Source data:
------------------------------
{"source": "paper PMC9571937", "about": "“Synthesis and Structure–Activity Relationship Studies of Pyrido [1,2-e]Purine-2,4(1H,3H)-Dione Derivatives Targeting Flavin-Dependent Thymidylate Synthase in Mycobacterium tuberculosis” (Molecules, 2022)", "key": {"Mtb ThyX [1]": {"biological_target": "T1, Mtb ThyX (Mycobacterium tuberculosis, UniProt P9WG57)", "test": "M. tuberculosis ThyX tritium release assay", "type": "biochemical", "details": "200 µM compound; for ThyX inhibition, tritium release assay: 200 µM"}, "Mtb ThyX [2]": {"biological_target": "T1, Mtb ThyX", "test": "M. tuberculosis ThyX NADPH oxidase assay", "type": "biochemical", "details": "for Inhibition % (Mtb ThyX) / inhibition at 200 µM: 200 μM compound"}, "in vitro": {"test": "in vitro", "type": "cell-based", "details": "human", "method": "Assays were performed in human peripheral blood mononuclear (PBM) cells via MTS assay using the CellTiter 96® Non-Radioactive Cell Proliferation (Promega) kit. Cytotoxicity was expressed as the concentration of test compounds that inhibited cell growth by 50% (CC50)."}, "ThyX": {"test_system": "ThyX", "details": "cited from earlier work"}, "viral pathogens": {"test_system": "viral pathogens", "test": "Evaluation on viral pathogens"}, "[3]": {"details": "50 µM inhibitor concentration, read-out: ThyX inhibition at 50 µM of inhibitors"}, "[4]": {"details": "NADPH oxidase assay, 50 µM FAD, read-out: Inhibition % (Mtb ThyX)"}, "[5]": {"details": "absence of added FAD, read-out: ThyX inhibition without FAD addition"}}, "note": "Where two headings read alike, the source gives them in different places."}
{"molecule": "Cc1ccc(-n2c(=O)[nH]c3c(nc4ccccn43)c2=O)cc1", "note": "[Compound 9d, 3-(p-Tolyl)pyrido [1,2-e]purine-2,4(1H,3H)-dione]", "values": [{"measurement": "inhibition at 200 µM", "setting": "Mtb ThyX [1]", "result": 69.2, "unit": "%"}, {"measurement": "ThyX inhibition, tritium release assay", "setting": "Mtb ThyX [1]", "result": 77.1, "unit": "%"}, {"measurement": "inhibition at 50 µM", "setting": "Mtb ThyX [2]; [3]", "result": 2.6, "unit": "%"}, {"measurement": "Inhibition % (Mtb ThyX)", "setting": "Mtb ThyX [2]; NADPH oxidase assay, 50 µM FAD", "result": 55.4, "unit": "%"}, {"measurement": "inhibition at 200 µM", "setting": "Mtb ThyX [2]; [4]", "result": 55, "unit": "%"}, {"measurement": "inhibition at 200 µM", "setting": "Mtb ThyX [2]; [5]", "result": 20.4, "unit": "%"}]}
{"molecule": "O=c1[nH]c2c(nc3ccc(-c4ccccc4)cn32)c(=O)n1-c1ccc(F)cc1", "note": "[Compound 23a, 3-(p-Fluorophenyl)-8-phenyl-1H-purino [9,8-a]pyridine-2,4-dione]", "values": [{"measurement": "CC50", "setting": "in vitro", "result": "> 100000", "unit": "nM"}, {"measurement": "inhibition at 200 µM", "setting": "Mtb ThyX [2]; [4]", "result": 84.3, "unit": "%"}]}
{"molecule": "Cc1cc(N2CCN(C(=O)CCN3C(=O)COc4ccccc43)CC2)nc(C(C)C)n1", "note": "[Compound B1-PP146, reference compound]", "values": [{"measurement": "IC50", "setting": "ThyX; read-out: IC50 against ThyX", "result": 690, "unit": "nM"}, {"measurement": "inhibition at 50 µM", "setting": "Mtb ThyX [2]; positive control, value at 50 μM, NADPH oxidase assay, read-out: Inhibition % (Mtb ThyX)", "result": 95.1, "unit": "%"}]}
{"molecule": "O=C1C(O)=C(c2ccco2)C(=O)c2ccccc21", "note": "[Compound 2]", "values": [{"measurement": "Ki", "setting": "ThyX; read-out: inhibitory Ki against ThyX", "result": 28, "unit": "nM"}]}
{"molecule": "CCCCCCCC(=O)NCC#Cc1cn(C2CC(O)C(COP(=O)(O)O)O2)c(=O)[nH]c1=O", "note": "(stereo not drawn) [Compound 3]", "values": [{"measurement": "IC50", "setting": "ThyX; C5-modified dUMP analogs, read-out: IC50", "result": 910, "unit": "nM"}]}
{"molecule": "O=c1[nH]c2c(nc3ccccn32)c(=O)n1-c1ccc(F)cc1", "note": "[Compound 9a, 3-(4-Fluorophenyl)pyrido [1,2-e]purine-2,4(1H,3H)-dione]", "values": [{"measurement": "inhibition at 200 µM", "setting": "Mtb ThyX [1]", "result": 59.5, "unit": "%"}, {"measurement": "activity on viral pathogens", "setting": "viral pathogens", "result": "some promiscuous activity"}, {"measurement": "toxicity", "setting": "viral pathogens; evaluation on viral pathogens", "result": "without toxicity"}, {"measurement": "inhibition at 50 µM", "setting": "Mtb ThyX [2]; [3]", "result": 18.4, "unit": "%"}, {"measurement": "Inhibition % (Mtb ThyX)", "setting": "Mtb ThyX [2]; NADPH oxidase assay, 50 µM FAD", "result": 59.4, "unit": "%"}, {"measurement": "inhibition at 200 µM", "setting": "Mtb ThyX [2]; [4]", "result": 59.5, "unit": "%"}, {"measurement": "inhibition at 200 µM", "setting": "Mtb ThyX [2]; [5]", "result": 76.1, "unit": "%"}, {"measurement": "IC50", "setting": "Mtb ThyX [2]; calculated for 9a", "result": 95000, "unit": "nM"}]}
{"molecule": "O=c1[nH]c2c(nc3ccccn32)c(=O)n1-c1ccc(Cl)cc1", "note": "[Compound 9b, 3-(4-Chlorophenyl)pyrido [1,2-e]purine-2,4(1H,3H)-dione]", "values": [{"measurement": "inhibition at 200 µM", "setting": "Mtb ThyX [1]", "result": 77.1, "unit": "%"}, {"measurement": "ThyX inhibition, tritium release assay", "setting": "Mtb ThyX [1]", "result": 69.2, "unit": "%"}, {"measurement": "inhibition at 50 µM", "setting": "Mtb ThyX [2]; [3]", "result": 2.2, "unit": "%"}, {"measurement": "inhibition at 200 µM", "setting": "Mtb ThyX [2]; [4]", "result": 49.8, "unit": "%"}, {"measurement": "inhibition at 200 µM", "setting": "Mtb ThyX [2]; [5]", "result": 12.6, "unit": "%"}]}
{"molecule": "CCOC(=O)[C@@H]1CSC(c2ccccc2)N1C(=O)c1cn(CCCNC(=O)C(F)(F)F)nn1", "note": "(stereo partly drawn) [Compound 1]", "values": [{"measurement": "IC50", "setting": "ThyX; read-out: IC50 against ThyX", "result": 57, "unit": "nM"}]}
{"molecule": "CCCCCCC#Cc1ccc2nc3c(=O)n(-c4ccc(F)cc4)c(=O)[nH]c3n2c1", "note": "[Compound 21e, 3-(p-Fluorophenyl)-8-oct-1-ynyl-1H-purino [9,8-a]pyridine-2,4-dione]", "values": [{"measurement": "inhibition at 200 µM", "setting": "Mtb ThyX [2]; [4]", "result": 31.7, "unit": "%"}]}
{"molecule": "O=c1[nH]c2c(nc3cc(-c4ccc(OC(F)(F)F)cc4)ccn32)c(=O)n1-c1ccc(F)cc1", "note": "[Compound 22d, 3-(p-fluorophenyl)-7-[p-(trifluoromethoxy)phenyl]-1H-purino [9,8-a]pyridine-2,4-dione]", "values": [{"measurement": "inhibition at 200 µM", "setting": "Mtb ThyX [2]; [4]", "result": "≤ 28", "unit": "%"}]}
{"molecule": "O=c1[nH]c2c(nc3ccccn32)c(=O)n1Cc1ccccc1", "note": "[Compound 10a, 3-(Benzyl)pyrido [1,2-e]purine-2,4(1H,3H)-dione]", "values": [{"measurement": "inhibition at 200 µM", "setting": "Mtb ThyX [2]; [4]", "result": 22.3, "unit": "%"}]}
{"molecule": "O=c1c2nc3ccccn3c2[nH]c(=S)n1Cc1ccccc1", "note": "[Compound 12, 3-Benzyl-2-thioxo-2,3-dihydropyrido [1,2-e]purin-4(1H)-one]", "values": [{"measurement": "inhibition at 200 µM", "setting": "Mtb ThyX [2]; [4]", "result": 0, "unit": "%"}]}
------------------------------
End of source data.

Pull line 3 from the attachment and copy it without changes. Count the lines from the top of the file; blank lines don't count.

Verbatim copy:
{"molecule": "O=c1[nH]c2c(nc3ccc(-c4ccccc4)cn32)c(=O)n1-c1ccc(F)cc1", "note": "[Compound 23a, 3-(p-Fluorophenyl)-8-phenyl-1H-purino [9,8-a]pyridine-2,4-dione]", "values": [{"measurement": "CC50", "setting": "in vitro", "result": "> 100000", "unit": "nM"}, {"measurement": "inhibition at 200 µM", "setting": "Mtb ThyX [2]; [4]", "result": 84.3, "unit": "%"}]}